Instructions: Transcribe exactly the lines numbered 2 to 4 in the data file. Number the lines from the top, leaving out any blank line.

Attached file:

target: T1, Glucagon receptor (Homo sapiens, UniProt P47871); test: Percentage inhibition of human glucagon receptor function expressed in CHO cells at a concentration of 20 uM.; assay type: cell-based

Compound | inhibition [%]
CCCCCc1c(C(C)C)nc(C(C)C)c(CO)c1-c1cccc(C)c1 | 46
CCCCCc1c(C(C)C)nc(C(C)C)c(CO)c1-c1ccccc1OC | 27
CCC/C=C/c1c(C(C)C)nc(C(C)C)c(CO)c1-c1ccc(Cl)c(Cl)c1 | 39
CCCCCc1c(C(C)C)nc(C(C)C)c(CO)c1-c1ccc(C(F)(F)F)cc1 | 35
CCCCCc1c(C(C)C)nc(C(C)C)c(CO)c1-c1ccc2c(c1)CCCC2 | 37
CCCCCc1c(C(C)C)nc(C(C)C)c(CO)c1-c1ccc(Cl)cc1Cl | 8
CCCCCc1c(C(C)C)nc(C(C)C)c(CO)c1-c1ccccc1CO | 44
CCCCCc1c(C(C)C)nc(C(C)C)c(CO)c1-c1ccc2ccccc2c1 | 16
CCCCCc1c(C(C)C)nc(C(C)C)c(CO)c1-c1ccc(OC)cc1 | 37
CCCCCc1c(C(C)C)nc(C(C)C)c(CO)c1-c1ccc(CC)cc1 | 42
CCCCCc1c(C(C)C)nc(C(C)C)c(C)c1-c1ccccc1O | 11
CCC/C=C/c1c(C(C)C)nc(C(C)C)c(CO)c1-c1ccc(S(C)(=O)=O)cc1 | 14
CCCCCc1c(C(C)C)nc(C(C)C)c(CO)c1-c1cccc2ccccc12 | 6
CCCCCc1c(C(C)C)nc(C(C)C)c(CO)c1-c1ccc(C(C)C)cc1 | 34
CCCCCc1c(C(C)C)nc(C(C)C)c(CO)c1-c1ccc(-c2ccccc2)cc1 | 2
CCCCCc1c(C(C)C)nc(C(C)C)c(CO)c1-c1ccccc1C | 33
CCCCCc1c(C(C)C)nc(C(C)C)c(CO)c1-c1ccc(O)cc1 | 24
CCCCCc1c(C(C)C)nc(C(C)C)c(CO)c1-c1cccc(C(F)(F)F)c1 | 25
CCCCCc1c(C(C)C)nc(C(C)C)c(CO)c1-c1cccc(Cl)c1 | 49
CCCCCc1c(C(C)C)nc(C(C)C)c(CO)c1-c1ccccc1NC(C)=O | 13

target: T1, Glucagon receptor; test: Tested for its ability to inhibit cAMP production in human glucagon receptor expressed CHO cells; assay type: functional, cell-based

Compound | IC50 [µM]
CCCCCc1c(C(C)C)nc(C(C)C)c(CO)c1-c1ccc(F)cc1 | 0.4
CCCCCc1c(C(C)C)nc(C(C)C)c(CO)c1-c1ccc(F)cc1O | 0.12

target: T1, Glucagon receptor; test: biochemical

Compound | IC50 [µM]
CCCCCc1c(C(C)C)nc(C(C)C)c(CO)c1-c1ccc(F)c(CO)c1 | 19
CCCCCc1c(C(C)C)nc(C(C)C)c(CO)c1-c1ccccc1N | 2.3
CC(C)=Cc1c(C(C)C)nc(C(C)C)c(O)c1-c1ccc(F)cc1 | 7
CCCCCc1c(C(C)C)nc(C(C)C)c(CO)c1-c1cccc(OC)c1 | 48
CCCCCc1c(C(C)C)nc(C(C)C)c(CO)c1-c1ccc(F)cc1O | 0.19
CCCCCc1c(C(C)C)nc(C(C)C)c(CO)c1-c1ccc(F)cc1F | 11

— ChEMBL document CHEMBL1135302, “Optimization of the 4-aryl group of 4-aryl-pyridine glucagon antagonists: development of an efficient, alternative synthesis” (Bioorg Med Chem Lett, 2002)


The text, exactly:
Compound | inhibition [%]
CCCCCc1c(C(C)C)nc(C(C)C)c(CO)c1-c1cccc(C)c1 | 46
CCCCCc1c(C(C)C)nc(C(C)C)c(CO)c1-c1ccccc1OC | 27